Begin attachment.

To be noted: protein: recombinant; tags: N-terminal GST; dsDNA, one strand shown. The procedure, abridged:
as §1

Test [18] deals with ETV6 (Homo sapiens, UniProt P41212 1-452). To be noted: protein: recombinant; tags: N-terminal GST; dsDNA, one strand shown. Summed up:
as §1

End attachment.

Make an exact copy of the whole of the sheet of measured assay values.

To be noted: protein: recombinant; tags: N-terminal GST; dsDNA, one strand shown. The procedure, abridged:
as §1

Test [18] deals with ETV6 (Homo sapiens, UniProt P41212 1-452). To be noted: protein: recombinant; tags: N-terminal GST; dsDNA, one strand shown. Summed up:
as §1